New joint study finds opportunity for Brazilian trucking sector to further improve fuel efficiency and reduce emissions – News
The Brazilian freight sector has many opportunities to use energy more efficiently, reduce carbon emissions and improve air quality by taking measures such as replacing older trucks, improving fuel economy and investment in rail and road, according to a joint study by the IEA and the Brazilian Energy Research Office EPE.
This year Energy Efficiency Atlas includes a particular focus on the road freight sector, giving an overview of how the sector has developed over the past two decades, how policies have influenced energy consumption and emissions, and where the opportunities for further progress.
Brazil has some of the largest trucks in the world, with heavy trucks playing a vital role in transporting agricultural products and accounting for 60% of the country’s total freight energy consumption. Over the past two decades, the efficiency of Brazilian trucks has improved thanks to policies aimed at driving innovation in the automotive industry, modernizing roads, limiting emissions and advancing alternative fuels.
At the same time, Brazil can benefit more by building on existing policies and building on international experience. For example, 6% of trucks are over 30 years old and replacing them would significantly reduce fuel consumption and emissions. The chapter provides an overview of how scrappage schemes, fuel economy standards and investments in road, rail and sea freight have improved efficiency in some countries.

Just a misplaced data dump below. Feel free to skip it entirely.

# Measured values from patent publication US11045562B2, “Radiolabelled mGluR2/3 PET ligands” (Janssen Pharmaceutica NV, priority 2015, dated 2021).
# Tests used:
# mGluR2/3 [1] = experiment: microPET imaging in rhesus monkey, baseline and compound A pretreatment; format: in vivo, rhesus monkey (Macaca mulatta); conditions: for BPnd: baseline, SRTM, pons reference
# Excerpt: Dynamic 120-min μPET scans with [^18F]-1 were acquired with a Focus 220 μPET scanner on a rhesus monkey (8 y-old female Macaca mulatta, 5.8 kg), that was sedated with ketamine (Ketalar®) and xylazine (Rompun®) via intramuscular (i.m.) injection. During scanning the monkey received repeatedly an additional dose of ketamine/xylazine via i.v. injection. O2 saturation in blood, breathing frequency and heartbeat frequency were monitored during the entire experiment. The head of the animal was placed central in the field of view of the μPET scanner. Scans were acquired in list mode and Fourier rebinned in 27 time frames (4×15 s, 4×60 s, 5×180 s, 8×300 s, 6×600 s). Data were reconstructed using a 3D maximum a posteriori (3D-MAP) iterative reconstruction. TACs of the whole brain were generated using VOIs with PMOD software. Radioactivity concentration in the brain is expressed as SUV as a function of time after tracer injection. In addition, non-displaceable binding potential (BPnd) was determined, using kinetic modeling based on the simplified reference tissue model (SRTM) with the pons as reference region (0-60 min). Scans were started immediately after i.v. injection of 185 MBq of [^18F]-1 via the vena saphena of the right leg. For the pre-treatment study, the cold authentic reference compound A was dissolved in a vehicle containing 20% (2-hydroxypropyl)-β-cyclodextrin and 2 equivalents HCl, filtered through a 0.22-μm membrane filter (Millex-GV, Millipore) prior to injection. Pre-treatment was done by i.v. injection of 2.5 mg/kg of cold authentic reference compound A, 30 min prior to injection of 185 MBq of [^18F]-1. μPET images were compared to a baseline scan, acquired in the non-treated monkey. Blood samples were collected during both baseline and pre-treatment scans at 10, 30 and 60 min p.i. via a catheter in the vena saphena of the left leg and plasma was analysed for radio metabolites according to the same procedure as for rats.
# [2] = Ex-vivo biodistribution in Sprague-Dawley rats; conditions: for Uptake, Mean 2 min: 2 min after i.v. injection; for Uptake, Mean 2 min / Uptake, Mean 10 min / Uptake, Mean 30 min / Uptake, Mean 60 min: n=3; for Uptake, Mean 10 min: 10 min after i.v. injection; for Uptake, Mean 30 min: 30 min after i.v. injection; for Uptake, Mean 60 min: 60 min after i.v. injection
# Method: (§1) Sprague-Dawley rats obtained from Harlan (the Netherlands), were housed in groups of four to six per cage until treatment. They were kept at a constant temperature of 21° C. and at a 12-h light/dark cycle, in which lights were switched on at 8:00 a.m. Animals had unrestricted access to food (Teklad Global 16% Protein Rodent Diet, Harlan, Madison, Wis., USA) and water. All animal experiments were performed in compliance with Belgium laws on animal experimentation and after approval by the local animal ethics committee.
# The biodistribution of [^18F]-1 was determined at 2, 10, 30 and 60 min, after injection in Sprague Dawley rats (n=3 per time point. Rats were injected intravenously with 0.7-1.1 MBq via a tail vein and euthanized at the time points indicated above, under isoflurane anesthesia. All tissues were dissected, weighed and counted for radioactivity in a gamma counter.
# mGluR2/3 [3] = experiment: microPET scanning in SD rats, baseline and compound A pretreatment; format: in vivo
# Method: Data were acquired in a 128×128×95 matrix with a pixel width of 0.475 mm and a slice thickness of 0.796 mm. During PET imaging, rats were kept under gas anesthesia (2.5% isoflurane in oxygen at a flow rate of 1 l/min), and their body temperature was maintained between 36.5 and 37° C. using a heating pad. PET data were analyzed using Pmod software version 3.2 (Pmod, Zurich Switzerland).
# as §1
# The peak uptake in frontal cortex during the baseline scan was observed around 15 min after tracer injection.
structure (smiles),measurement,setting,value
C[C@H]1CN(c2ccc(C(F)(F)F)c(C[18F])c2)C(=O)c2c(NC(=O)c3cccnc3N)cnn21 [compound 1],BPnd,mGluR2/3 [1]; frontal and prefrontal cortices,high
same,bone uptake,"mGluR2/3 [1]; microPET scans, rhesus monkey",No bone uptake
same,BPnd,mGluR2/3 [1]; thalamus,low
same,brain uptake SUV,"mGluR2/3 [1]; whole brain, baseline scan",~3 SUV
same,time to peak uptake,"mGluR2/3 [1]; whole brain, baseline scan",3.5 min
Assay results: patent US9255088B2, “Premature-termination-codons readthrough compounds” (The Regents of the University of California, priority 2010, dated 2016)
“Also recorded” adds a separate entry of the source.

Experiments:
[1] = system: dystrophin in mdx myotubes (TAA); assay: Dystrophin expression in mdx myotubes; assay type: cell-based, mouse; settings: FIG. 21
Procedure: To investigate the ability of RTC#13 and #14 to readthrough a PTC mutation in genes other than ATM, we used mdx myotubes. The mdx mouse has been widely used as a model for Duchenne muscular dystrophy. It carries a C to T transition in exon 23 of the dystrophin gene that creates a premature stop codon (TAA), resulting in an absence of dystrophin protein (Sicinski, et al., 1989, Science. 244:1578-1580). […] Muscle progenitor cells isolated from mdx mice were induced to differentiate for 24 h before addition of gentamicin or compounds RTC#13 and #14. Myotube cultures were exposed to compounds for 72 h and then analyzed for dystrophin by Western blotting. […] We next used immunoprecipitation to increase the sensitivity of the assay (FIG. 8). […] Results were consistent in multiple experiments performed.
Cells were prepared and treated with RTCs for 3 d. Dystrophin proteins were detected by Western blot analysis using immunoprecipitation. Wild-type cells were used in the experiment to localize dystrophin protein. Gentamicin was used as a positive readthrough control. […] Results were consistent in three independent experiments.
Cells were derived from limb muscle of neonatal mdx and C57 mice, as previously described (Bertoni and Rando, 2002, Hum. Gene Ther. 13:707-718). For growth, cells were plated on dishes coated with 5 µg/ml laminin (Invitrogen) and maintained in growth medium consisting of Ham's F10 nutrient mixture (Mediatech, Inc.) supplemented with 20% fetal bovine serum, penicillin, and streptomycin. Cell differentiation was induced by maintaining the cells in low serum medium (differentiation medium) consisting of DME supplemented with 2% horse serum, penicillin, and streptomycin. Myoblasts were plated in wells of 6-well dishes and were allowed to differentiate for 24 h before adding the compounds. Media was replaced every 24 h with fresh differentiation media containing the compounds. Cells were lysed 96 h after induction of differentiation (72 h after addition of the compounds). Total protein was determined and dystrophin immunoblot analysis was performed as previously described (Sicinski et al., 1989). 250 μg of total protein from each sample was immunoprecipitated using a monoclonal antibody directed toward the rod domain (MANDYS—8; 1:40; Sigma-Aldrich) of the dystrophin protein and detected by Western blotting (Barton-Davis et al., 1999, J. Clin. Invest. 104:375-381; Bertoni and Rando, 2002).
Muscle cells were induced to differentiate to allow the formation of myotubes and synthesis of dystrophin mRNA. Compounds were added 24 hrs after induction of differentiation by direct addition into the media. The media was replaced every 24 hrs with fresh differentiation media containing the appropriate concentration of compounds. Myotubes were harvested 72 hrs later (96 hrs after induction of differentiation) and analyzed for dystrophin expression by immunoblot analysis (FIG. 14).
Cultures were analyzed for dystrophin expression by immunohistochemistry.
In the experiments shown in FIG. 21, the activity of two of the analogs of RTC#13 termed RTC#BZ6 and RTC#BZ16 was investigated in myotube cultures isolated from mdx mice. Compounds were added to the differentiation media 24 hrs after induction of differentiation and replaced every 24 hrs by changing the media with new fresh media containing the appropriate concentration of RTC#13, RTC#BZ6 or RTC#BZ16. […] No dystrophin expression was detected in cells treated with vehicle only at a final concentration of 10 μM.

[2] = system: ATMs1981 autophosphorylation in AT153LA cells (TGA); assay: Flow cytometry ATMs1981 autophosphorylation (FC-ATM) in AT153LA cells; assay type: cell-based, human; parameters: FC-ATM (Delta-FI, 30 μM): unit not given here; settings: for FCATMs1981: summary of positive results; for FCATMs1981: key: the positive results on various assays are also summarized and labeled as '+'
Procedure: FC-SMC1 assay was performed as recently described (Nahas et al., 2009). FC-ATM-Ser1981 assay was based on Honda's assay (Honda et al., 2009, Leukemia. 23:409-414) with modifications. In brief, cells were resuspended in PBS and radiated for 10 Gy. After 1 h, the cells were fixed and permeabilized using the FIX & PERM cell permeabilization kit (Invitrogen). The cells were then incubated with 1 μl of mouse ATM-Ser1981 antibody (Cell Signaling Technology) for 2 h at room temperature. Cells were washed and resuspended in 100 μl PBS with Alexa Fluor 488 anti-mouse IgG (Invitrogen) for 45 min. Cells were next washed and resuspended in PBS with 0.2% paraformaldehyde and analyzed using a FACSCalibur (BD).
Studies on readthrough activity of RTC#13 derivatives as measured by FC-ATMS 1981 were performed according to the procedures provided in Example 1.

For the third consecutive year, the IEA contributed to the Energy Efficiency Atlas, Brazil’s annual benchmark for energy efficiency policies published by EPE (short for Empresa de Pesquisa Energética), which supports the Ministry of Mines and Energy. The report highlights the ongoing cooperation between AIE and EPE. Brazil is a key partner in the IEA’s Energy Efficiency in Emerging Economies (E4) program, which aims to build capacity and support energy efficiency improvements in some of the world’s largest energy-consuming countries.
A more in-depth analysis of the Brazilian freight sector is available in Road Freight Transport: International Benchmarking.